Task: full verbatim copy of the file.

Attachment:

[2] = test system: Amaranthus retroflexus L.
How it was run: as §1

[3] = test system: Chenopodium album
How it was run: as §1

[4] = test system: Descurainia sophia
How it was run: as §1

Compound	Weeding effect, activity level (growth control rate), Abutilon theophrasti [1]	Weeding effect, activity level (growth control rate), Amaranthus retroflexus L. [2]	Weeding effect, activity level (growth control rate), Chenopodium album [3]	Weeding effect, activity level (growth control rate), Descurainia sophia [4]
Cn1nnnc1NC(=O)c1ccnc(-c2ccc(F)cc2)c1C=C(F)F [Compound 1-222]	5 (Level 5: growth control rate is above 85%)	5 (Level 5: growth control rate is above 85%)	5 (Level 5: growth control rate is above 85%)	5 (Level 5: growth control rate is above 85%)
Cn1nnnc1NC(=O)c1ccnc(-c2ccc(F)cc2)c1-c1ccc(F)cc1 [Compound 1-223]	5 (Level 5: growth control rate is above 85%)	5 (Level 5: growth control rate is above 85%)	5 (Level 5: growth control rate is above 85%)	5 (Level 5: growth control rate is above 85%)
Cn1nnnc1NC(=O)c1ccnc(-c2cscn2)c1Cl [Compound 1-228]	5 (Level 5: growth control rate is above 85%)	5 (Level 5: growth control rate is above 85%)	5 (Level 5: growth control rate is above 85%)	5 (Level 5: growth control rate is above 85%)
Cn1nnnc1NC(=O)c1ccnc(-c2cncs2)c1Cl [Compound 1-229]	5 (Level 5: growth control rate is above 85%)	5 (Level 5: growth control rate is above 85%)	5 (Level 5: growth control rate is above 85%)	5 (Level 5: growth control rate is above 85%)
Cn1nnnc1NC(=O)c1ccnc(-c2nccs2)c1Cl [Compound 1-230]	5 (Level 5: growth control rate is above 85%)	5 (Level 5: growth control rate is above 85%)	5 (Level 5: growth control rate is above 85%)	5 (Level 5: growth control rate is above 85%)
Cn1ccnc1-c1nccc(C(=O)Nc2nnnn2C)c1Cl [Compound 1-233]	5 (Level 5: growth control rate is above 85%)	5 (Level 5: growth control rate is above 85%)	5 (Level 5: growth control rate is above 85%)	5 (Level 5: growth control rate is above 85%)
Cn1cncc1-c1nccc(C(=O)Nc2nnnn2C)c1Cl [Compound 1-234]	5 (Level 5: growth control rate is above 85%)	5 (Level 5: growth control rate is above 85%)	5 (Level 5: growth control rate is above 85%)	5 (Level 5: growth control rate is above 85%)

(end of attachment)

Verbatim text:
[2] = test system: Amaranthus retroflexus L.
How it was run: as §1

[3] = test system: Chenopodium album
How it was run: as §1

[4] = test system: Descurainia sophia
How it was run: as §1

Compound	Weeding effect, activity level (growth control rate), Abutilon theophrasti [1]	Weeding effect, activity level (growth control rate), Amaranthus retroflexus L. [2]	Weeding effect, activity level (growth control rate), Chenopodium album [3]	Weeding effect, activity level (growth control rate), Descurainia sophia [4]
Cn1nnnc1NC(=O)c1ccnc(-c2ccc(F)cc2)c1C=C(F)F [Compound 1-222]	5 (Level 5: growth control rate is above 85%)	5 (Level 5: growth control rate is above 85%)	5 (Level 5: growth control rate is above 85%)	5 (Level 5: growth control rate is above 85%)
Cn1nnnc1NC(=O)c1ccnc(-c2ccc(F)cc2)c1-c1ccc(F)cc1 [Compound 1-223]	5 (Level 5: growth control rate is above 85%)	5 (Level 5: growth control rate is above 85%)	5 (Level 5: growth control rate is above 85%)	5 (Level 5: growth control rate is above 85%)
Cn1nnnc1NC(=O)c1ccnc(-c2cscn2)c1Cl [Compound 1-228]	5 (Level 5: growth control rate is above 85%)	5 (Level 5: growth control rate is above 85%)	5 (Level 5: growth control rate is above 85%)	5 (Level 5: growth control rate is above 85%)
Cn1nnnc1NC(=O)c1ccnc(-c2cncs2)c1Cl [Compound 1-229]	5 (Level 5: growth control rate is above 85%)	5 (Level 5: growth control rate is above 85%)	5 (Level 5: growth control rate is above 85%)	5 (Level 5: growth control rate is above 85%)
Cn1nnnc1NC(=O)c1ccnc(-c2nccs2)c1Cl [Compound 1-230]	5 (Level 5: growth control rate is above 85%)	5 (Level 5: growth control rate is above 85%)	5 (Level 5: growth control rate is above 85%)	5 (Level 5: growth control rate is above 85%)
Cn1ccnc1-c1nccc(C(=O)Nc2nnnn2C)c1Cl [Compound 1-233]	5 (Level 5: growth control rate is above 85%)	5 (Level 5: growth control rate is above 85%)	5 (Level 5: growth control rate is above 85%)	5 (Level 5: growth control rate is above 85%)
Cn1cncc1-c1nccc(C(=O)Nc2nnnn2C)c1Cl [Compound 1-234]	5 (Level 5: growth control rate is above 85%)	5 (Level 5: growth control rate is above 85%)	5 (Level 5: growth control rate is above 85%)	5 (Level 5: growth control rate is above 85%)